The Baltic Yard in St.Petersburg has reportedly made "serious miscalculations" in its planning of the "Viktor Chernomyrdin" icebreaker. Illustration photo:

More delays for world’s biggest conventional icebreaker

Western sanctions hamper construction progress with the «Viktor Chernomyrdin», representatives of Russia’s United Shipbuilding Corporation say.
February 19, 2016


The world’s biggest diesel-electric icebreaker is unlikely to clear Arctic waters in 2017 as previously announced by the Russian shipbuilders. 

Representatives of the United Shipbuilding Corporation, the state-owned company, says to news site Portnews that the project experiences delays because of sanctions, the weak ruble and a general price hike. 

The sanctions hamper the company’s bank transaction with contractors, company division leader Yuri Melekhov says to Portnews.  Aleksey Rakhmanov, the head of the company, earlier told the news agency that «serious miscalculations» had been made in project planning.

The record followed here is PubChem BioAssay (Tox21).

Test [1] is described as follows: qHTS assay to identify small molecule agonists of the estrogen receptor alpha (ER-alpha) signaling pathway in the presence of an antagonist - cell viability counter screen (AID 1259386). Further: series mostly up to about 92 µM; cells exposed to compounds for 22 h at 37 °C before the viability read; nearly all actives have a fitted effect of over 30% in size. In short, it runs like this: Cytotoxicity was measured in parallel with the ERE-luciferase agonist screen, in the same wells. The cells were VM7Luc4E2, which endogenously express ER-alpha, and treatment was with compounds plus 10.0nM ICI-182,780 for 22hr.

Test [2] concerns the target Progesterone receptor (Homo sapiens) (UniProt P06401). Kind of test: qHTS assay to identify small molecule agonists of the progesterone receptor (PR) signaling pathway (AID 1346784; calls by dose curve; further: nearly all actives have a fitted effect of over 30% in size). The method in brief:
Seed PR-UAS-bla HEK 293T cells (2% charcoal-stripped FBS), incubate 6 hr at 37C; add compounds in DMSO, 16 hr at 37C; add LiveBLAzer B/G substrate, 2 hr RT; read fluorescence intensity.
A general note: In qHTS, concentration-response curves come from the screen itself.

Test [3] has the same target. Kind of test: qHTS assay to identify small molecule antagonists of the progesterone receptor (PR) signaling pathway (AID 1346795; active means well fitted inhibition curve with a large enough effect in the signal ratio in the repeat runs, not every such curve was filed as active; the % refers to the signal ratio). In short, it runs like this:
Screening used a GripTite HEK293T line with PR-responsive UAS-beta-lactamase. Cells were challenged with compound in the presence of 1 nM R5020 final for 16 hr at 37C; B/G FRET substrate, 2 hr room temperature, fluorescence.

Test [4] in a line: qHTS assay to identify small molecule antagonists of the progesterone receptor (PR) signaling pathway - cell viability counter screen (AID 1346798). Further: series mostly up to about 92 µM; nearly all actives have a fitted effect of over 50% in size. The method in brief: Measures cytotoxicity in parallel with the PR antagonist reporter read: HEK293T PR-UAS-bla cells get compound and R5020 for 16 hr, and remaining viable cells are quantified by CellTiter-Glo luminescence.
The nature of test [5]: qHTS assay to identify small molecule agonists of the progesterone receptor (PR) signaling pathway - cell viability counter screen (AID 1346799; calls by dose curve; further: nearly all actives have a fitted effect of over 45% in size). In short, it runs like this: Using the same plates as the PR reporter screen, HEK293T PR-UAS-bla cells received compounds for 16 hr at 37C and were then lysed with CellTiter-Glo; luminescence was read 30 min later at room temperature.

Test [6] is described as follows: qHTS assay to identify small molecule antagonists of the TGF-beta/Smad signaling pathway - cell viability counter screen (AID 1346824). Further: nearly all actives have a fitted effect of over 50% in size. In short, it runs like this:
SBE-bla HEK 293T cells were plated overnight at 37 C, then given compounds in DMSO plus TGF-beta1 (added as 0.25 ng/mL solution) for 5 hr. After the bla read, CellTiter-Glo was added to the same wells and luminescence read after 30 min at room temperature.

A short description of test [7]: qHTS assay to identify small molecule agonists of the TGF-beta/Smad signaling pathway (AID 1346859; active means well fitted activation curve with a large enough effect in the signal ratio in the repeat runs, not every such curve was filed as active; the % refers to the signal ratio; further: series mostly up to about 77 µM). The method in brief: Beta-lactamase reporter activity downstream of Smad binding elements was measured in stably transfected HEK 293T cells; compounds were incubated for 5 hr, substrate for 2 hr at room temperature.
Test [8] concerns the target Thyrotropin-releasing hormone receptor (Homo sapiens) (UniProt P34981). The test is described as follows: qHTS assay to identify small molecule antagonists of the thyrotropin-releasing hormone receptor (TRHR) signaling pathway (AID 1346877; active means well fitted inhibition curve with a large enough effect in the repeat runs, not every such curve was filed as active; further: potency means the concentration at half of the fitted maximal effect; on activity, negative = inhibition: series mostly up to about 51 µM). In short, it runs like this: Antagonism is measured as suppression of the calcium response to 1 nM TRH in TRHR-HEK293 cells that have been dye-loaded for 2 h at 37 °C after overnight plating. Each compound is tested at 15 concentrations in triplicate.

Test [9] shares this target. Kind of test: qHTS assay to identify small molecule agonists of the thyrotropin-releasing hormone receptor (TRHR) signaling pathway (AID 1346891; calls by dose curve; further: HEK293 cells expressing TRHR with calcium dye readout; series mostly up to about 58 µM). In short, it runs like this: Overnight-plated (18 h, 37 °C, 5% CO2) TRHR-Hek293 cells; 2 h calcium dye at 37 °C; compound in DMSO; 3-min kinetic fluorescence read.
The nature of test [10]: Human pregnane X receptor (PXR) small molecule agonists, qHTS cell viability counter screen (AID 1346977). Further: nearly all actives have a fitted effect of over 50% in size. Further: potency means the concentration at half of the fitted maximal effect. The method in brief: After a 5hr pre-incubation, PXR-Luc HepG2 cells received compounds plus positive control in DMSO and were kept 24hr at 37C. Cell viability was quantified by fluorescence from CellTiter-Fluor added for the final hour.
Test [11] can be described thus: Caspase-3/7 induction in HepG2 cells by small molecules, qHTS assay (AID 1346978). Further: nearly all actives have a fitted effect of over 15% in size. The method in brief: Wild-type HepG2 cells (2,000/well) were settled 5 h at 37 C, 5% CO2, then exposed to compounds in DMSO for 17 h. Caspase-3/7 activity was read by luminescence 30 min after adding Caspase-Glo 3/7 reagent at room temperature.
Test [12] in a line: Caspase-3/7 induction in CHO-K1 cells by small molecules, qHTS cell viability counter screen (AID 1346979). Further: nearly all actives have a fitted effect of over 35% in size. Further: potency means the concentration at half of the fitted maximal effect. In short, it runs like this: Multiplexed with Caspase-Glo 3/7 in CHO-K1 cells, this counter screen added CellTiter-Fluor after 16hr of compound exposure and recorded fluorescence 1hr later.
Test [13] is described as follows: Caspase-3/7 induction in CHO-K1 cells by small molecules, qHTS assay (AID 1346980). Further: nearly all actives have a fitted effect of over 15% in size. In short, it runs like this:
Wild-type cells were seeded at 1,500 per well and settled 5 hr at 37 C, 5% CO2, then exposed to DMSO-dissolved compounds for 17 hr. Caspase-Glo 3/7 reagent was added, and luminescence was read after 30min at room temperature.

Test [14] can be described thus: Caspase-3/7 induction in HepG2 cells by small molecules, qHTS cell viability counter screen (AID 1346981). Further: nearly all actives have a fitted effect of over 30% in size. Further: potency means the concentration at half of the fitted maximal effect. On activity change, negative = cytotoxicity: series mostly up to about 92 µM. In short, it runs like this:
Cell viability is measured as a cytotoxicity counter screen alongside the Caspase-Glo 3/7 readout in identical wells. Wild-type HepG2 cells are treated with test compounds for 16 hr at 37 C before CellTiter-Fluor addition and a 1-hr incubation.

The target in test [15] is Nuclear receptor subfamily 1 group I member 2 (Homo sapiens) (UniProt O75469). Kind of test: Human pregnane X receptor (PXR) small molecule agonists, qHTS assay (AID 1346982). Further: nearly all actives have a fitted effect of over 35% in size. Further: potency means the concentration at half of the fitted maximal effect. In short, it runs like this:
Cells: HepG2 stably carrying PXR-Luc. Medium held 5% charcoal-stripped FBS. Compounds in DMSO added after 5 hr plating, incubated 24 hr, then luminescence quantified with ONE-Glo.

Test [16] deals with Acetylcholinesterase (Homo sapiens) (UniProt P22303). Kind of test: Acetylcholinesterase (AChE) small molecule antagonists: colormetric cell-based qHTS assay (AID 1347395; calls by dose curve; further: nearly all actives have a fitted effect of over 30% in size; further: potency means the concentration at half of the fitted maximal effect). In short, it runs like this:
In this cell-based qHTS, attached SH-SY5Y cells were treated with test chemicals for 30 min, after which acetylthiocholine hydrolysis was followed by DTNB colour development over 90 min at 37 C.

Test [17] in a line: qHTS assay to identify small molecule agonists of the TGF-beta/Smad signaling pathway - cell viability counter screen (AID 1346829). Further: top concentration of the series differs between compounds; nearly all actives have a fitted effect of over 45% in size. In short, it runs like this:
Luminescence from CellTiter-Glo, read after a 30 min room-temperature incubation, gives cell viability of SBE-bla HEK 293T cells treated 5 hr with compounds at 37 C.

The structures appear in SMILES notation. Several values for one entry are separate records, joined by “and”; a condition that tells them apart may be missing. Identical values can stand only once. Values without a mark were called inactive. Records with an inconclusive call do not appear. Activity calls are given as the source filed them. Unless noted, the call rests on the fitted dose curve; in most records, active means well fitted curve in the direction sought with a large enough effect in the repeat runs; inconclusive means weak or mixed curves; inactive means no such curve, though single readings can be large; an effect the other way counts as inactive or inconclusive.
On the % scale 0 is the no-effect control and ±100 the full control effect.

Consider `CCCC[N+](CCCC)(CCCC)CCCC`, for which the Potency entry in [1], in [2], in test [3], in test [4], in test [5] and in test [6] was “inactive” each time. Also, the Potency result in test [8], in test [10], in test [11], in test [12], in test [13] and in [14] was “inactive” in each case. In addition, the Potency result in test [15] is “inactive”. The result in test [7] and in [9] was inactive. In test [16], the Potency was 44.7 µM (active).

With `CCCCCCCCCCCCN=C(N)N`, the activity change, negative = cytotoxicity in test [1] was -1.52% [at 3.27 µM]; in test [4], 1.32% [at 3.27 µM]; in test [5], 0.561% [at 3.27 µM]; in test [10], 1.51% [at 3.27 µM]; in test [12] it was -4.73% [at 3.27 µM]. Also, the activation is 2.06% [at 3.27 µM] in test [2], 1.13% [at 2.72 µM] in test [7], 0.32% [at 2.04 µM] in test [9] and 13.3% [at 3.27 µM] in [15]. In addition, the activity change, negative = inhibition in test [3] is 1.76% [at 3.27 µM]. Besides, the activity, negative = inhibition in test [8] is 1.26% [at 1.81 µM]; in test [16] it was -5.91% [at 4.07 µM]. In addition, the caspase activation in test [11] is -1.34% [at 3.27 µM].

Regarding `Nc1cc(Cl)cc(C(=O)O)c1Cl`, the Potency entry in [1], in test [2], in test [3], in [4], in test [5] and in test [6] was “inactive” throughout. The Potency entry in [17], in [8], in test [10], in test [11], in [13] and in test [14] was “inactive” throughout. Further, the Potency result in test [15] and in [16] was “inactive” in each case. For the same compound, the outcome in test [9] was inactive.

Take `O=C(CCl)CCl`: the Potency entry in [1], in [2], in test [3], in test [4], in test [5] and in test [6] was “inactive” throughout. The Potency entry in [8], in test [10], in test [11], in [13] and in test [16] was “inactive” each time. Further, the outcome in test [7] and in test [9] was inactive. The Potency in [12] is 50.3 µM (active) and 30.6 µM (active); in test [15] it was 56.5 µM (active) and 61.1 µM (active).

The keel of the ship was officially laid at the Baltic Yard in St. Petersburg in 2012, and construction was originally to be completed in 2015. That schedule was later moved to 2017.

The «Viktor Chernomyrdin» is Russia’s first LK-25 (project 22600) icebreaker. It will be 146,8 meters long and have a crew of 38. It will be able to operate autonomously for 60 days in up to two meters thick ice. It is built for the Russian state company Rosmorport.

The new icebreaker is designed for operations in shallow Arctic waters and Siberian rivers, as well as for escorts along the Northern Sea Route, information from the Baltic Yard reads.

The Baltic Yard is also constructing the new nuclear-powered LK-60 (project 22220) icebreaker. 


As previously reported, Russia is currently in the process of building at least 14 new icebreakers, as well as a several vessels with icebreaking capacities.

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